Oishii chooses to not serve minimalist sushi, where it is simply fish and rice. Rather, they choose to include nuanced accessories to each piece of sushi to elevate the flavor even further. Whether it was the thin slice of lime on the botan ebi or strawberry on the Hamachi toro, the already sophisticated taste of sushi was balanced with complex but necessary garnishes. It would be tedious to describe each individual piece, so I will keep it brief and only discuss the highlights. My personal favorite was the chutoro topped with pickled shallots. Chutoro is tuna with moderate fat, so it has the butteriness that is so sought after, while still retaining the natural savory flavor of tuna. Additionally, the tamago or egg sushi was exceptional. The light, fluffy egg was given a deep sweetness that was greatly reminiscent of a cake.

For dessert, we selected the coconut sphere with coffee mousse and yuzu sorbet. A truly interactive dessert, it might have been a hassle to consume, but I enjoyed the process of steadily chipping away at the frozen sphere of sweetened coconut milk to reveal the subtly flavored coffee mousse.

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Over the course of the three hour meal, I was delighted with every bite of food that I consumed. While this process may be more time intensive for me than the average person, I can truly attest to the quality and dedication that Oishii puts into their food. It is a pricey experience, and many may scoff at the ephemeral nature of food. But for me, Oishii delivered exactly what I needed. When I wish to receive another monumental sushi experience, I will return to Oishii.

 

Oishii Boston

Location: 1166 Washington St, Boston, MA 02118

Reservation: OpenTable or Call (617)-482-8868

Stand out dishes: Pork Belly Bun, Chutoro, Tamago, Coconut Sphere

Overall Rating: 5/5

Food: 5/5

Service: 5/5

Ambience: 4/5

Ramen–Coming Soon to Harvard Square

By Adam Wong ’17

The word is out: Santouka, a Japan based ramen chain, is opening within smelling distance of the Harvard Inn and Wigglesworth. Lucky for them too, because by the beginning of second semester, the new ramen joint will be cooking up the kingpin of modern Japanese cuisine–complete with rich and savory broth, tender simmered pork, and mouthfuls of long wheat noodles. This ain’t your supermarket’s “chicken flavor top ramen”.  This is the ramen big leagues.

Traditional ramen, the granddaddy of instant ramen, is a broth and noodle soup with incredible regional variety from all over Japan. The broth can range from the light and refreshing clear broth of Yokohama, to the bolder and fragrant miso ramen of the north, to the deep and rich flavor of Tonkotsu broth from Kyushu made by stewing flavorful pork meat and bones for hours. The broth is paired with long strands of springy and toothsome noodles, set in a deep bowl with garnishing of spring onions, crunchy bamboo root and roasted seaweed. Placed on top, like a champion on a pedestal, is the pork. Ahh, sweet pork. Melt-in-your-mouth, coat-your-tongue, holy-crap-I-just-had-an-out-of-body-experience: pork. Put together these ingredients and you’ll get a team more potent than a Harvard Class of 20XX flame war.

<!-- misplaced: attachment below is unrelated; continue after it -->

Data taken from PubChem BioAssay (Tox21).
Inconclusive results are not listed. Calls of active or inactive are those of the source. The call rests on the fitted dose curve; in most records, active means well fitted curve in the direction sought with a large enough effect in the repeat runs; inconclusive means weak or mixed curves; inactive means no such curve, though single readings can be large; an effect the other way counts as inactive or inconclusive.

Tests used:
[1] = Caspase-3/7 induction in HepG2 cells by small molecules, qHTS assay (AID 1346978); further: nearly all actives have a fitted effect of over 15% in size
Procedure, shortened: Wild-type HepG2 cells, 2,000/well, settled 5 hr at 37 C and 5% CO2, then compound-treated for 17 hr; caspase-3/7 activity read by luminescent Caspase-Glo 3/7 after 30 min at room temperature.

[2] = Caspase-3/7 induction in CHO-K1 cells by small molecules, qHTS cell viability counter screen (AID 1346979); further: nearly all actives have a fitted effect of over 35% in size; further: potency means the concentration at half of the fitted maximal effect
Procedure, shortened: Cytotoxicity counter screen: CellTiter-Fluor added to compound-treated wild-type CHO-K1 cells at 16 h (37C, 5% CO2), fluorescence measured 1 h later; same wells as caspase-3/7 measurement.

The promised land.

I think I am not alone when I say that I am very excited for this addition to the Harvard food scene. It will add versatility to the late night grub grab. As delicious and timeless as Noch’s, Felipe’s, and Tasty Burger are, thepizza-burrito-burger trio loses a little spark after the fifth weekend in a row. Ramen provides something new. Yes, yes, eating ramen is a religious experience, but you can just get that in RELIGION 2541: Religious Experience Seminar. What’s the real value of ramen in our everyday, conveniently located lives?

Imagine this: Late night. Getting back from that party in Mather. You know it’s a long walk, and that’s why you hate how cold it is outside. All that raging has built up into a raging appetite. You want food. You want warm. You want to walk into a room heated and scented by the rolling boil rich broth. You want to chew on noodles and slurp down just a good soup and have it radiate its warmth through your body as it finds a home in your belly. You want ramen.

Ramen won its fame in the bustle of Japanese metropolises for its convenience, affordability, and flavor. It will do the same here at Harvard. While it is true that ramen exists in our general proximity, it is still neither has the convenience or affordability that it is meant to have. Wagamama, which has ramen as a side show in its pan Asian menu offers a bowl at the pricey 15 dollars a pop. The next closest ramen place is Yume Wo Katare in Porter Square authentic as it is, but nobody is going to causally jump on the T to go to Porter after partying in Mather. Santouka is our best, and only, hope.

Let me end with a quote from the CEO of Santouka on ramen. Surprised to see the only ramen options for Harvard students were as expensive as $15, he said, “It should be a cheap comfort food for you to have with a beer after a long day.”*

This guy gets us.

 

 

 

(*If you don’t believe me, you can see it here for yourself.)